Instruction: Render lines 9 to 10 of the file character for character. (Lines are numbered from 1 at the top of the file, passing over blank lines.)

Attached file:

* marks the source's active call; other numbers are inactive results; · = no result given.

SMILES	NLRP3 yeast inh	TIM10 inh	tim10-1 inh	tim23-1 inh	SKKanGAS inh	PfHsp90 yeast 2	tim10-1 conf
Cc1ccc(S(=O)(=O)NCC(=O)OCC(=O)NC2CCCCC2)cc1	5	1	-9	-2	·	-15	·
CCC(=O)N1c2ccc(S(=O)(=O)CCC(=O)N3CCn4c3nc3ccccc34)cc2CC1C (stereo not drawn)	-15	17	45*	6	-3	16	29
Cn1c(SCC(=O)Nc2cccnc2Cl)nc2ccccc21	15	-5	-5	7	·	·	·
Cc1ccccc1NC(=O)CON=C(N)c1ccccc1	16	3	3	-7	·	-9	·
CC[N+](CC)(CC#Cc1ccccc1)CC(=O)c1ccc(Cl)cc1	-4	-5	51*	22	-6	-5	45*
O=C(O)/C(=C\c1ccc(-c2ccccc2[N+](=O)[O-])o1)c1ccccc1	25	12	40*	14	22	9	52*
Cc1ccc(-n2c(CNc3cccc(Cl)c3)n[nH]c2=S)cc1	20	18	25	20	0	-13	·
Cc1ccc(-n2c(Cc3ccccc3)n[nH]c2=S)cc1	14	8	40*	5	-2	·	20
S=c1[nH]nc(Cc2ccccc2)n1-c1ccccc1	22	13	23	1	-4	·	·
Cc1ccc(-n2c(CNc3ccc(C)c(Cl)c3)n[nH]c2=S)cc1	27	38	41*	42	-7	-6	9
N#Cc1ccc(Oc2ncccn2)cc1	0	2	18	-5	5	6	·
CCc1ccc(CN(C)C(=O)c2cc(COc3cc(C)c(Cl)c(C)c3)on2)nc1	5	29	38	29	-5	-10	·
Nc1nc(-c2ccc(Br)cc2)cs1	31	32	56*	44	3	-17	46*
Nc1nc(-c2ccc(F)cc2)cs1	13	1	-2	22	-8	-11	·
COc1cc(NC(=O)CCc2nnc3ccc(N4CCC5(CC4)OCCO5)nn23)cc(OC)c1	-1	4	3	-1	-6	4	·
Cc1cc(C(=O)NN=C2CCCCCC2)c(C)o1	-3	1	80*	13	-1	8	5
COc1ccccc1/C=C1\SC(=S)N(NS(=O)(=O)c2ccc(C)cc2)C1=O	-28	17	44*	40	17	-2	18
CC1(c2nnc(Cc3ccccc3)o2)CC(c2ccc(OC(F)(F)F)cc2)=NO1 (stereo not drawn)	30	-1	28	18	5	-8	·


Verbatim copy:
Cc1ccc(-n2c(CNc3cccc(Cl)c3)n[nH]c2=S)cc1	20	18	25	20	0	-13	·
Cc1ccc(-n2c(Cc3ccccc3)n[nH]c2=S)cc1	14	8	40*	5	-2	·	20